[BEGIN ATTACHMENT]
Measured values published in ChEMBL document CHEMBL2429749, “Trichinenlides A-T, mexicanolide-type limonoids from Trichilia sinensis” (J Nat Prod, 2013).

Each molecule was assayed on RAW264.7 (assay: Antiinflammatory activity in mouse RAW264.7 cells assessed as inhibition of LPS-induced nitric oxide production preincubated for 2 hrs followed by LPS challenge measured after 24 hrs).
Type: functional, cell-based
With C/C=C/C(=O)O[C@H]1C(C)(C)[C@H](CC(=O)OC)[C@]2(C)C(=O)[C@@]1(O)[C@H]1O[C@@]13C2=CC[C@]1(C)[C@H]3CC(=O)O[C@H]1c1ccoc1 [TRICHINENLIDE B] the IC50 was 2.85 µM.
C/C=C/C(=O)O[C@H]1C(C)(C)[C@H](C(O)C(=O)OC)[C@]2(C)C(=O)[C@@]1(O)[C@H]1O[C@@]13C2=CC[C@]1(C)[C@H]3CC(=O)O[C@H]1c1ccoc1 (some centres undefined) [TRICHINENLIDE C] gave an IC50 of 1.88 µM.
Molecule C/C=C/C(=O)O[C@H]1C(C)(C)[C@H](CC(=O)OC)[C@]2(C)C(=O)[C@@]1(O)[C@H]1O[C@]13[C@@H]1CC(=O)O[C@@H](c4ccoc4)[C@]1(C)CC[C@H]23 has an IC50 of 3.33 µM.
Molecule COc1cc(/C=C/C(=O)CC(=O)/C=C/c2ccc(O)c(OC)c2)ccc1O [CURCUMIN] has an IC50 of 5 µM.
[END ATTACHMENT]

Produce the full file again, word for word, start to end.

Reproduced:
Measured values published in ChEMBL document CHEMBL2429749, “Trichinenlides A-T, mexicanolide-type limonoids from Trichilia sinensis” (J Nat Prod, 2013).

Each molecule was assayed on RAW264.7 (assay: Antiinflammatory activity in mouse RAW264.7 cells assessed as inhibition of LPS-induced nitric oxide production preincubated for 2 hrs followed by LPS challenge measured after 24 hrs).
Type: functional, cell-based
With C/C=C/C(=O)O[C@H]1C(C)(C)[C@H](CC(=O)OC)[C@]2(C)C(=O)[C@@]1(O)[C@H]1O[C@@]13C2=CC[C@]1(C)[C@H]3CC(=O)O[C@H]1c1ccoc1 [TRICHINENLIDE B] the IC50 was 2.85 µM.
C/C=C/C(=O)O[C@H]1C(C)(C)[C@H](C(O)C(=O)OC)[C@]2(C)C(=O)[C@@]1(O)[C@H]1O[C@@]13C2=CC[C@]1(C)[C@H]3CC(=O)O[C@H]1c1ccoc1 (some centres undefined) [TRICHINENLIDE C] gave an IC50 of 1.88 µM.
Molecule C/C=C/C(=O)O[C@H]1C(C)(C)[C@H](CC(=O)OC)[C@]2(C)C(=O)[C@@]1(O)[C@H]1O[C@]13[C@@H]1CC(=O)O[C@@H](c4ccoc4)[C@]1(C)CC[C@H]23 has an IC50 of 3.33 µM.
Molecule COc1cc(/C=C/C(=O)CC(=O)/C=C/c2ccc(O)c(OC)c2)ccc1O [CURCUMIN] has an IC50 of 5 µM.